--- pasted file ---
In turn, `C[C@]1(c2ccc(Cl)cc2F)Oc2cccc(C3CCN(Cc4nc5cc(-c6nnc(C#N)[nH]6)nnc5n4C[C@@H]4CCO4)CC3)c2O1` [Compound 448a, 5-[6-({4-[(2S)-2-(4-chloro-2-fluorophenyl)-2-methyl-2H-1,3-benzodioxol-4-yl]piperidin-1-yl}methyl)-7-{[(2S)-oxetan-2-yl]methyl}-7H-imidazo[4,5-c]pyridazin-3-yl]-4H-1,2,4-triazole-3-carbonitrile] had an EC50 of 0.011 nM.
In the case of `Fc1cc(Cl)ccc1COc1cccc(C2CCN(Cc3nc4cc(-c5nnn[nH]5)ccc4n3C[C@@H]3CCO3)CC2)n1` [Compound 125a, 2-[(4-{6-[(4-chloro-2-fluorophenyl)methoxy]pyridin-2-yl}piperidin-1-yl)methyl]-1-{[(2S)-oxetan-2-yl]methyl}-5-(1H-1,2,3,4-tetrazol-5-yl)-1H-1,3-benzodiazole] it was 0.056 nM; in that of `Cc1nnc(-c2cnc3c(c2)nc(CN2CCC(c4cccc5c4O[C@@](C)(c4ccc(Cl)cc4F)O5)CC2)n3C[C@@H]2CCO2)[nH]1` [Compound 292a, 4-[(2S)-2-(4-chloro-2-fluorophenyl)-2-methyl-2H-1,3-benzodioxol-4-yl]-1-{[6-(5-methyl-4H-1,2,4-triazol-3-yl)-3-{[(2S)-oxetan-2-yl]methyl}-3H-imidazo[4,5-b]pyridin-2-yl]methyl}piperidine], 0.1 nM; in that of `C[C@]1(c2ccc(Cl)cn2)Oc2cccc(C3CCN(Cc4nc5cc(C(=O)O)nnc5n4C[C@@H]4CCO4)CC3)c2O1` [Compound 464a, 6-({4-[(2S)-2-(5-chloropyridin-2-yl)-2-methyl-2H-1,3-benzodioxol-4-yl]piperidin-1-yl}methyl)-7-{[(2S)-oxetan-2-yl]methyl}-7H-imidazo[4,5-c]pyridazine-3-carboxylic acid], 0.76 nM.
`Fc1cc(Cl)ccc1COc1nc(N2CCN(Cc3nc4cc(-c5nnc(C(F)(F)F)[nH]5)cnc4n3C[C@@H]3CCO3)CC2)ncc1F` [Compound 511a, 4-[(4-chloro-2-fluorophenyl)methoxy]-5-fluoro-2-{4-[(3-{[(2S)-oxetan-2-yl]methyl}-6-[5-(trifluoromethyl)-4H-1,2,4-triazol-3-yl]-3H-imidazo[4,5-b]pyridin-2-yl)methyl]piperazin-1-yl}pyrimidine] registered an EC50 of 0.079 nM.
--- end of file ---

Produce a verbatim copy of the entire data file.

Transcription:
In turn, `C[C@]1(c2ccc(Cl)cc2F)Oc2cccc(C3CCN(Cc4nc5cc(-c6nnc(C#N)[nH]6)nnc5n4C[C@@H]4CCO4)CC3)c2O1` [Compound 448a, 5-[6-({4-[(2S)-2-(4-chloro-2-fluorophenyl)-2-methyl-2H-1,3-benzodioxol-4-yl]piperidin-1-yl}methyl)-7-{[(2S)-oxetan-2-yl]methyl}-7H-imidazo[4,5-c]pyridazin-3-yl]-4H-1,2,4-triazole-3-carbonitrile] had an EC50 of 0.011 nM.
In the case of `Fc1cc(Cl)ccc1COc1cccc(C2CCN(Cc3nc4cc(-c5nnn[nH]5)ccc4n3C[C@@H]3CCO3)CC2)n1` [Compound 125a, 2-[(4-{6-[(4-chloro-2-fluorophenyl)methoxy]pyridin-2-yl}piperidin-1-yl)methyl]-1-{[(2S)-oxetan-2-yl]methyl}-5-(1H-1,2,3,4-tetrazol-5-yl)-1H-1,3-benzodiazole] it was 0.056 nM; in that of `Cc1nnc(-c2cnc3c(c2)nc(CN2CCC(c4cccc5c4O[C@@](C)(c4ccc(Cl)cc4F)O5)CC2)n3C[C@@H]2CCO2)[nH]1` [Compound 292a, 4-[(2S)-2-(4-chloro-2-fluorophenyl)-2-methyl-2H-1,3-benzodioxol-4-yl]-1-{[6-(5-methyl-4H-1,2,4-triazol-3-yl)-3-{[(2S)-oxetan-2-yl]methyl}-3H-imidazo[4,5-b]pyridin-2-yl]methyl}piperidine], 0.1 nM; in that of `C[C@]1(c2ccc(Cl)cn2)Oc2cccc(C3CCN(Cc4nc5cc(C(=O)O)nnc5n4C[C@@H]4CCO4)CC3)c2O1` [Compound 464a, 6-({4-[(2S)-2-(5-chloropyridin-2-yl)-2-methyl-2H-1,3-benzodioxol-4-yl]piperidin-1-yl}methyl)-7-{[(2S)-oxetan-2-yl]methyl}-7H-imidazo[4,5-c]pyridazine-3-carboxylic acid], 0.76 nM.
`Fc1cc(Cl)ccc1COc1nc(N2CCN(Cc3nc4cc(-c5nnc(C(F)(F)F)[nH]5)cnc4n3C[C@@H]3CCO3)CC2)ncc1F` [Compound 511a, 4-[(4-chloro-2-fluorophenyl)methoxy]-5-fluoro-2-{4-[(3-{[(2S)-oxetan-2-yl]methyl}-6-[5-(trifluoromethyl)-4H-1,2,4-triazol-3-yl]-3H-imidazo[4,5-b]pyridin-2-yl)methyl]piperazin-1-yl}pyrimidine] registered an EC50 of 0.079 nM.